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dc.contributorInterdisciplinary Division of Biomedical Engineeringen_US
dc.creatorWang, Chao-
dc.publisherHong Kong Polytechnic University-
dc.rightsAll rights reserveden_US
dc.titleEffects of load carriage and high-heeled shoes on spinal motor controlen_US
dcterms.abstractLoad carriage has been identified as a potential risk factor for low back pain. Previous studies of the effects of load carriage on spine were conducted under quasi-static conditions. In upright stance, it was shown that repositioning consistency and muscle activity of the lumbar spine were significantly reduced during load carriage. Thus, the effect of load carriage on spinal motor control and its possible association with the cause of low back pain have been our concern. On the other hand, high-heeled shoes are commonly used nowadays as a fashion for ladies. It was shown that back muscle activity was increased in wearing high-heeled shoes. It was thought that whether high-heeled shoes could be used to counteract the effect load carriage on the spine or not. The objectives of the current study are to investigate the effects of load carriage on spinal motor control under dynamic condition and to explore the possibility of using high-heeled shoes to counteract the effect of load carriage. The study was divided into two phases. In phase I, dynamic system theory was applied to study the movement coordination of the lumbar spine relative to pelvis under different weights of load carriage (0, 5, 10 and 15% of body weight (BW)). In phase II, the combined effects of load carriage (0, 5, 10 and 15% BW) and high-heeled shoes (0, 2 and 5cm heel height) were investigated.en_US
dcterms.abstractEight male and eight female healthy volunteers participated in phase I and another twelve female healthy subjects participated in phase II of the study. In both phases I and II, functional reaching distances (FRD) of each subject under different conditions (i.e. with and without load carriage at different heel heights) were determined by a standard functional reaching test. Afterwards, the subject was asked to perform three consecutive and continuous movements which consisted of symmetric forward reaching to a midline target located at shoulder height and returning to the upright standing posture with feet at shoulder width, shoulders in 90° flexion and fully extended elbow. The target distance for each subject was standardized to 50% of individual's FRD. Reflective markers were affixed to the participants' spine, pelvis and thigh and their coordinates were captured by a motion analysis system (Vicon Nexus, Oxford Metrics, Oxford, UK) during the entire motion. Kinematics of the lumbar spine, pelvis and the thigh in sagittal plane were determined. The initial upright posture, the repositioning consistency of the upright posture and lumbar movement ratio were also determined for each condition. Based on the dynamical systems theory, two parameters, namely, mean absolute relative phase (MARP) and deviation phase (DP) were calculated for studying the movement coordination between lumbar spine and pelvis. The results were analyzed using repeated measure analysis of variance (RANOVA) with level of significance set at p=0.05. It was found that the initial upright posture was not significantly affected by load carriage. In comparison with the unloaded condition, repositioning consistency of lumbar spine was found to be significantly decreased during carrying load even the weight was only 5%BW. FRD was found to be significantly decreased with increased load carriage and heel height. Load carriage was also found to induce significant increase in lumbar movement ratio, MARP and DP. However, the effects of heel-height on these three parameters were opposite, high-heeled shoes were found to decrease lumbar movement ratio, MARP and DP. Besides spinal motor control was significantly affected under quasi-static situation, dynamic spinal motor control was also significantly affected by load carriage. Though there was no interaction between loading and high-heeled shoes, the combined effects may counteract the adverse effects of load carriage to some extent. Also other pragmatic approaches should be considered to elucidate the adverse effects of load carriage on the spine.en_US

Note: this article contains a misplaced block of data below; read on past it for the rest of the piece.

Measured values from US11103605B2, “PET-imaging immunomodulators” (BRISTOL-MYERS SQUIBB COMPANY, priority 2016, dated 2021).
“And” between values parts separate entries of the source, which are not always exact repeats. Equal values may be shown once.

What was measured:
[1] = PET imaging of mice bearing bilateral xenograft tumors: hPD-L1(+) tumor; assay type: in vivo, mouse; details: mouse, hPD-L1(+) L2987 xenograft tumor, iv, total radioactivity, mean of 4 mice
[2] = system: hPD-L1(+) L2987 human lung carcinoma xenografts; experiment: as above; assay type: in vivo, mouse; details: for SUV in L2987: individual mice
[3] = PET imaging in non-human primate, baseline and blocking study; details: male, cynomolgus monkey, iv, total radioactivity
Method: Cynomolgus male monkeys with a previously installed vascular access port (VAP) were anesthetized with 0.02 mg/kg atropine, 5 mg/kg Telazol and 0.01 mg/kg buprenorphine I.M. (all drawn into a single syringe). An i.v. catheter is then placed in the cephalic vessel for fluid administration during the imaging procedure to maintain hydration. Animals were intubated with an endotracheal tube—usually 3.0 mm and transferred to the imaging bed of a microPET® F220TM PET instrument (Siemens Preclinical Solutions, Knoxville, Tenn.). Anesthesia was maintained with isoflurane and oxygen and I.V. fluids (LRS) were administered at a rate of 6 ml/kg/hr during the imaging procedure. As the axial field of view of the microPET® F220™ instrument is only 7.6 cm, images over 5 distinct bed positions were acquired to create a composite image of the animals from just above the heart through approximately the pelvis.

dcterms.extentxvi, 124 leaves : ill. (some col.) ; 30 cm.en_US
dcterms.isPartOfPolyU Electronic Thesesen_US
dcterms.educationalLevelAll Masteren_US
dcterms.LCSHShoes -- Health aspects.en_US
dcterms.LCSHSpine -- Wounds and injuriesen_US
dcterms.LCSHLifting and carrying.en_US
dcterms.LCSHHong Kong Polytechnic University -- Dissertationsen_US
dcterms.accessRightsopen accessen_US

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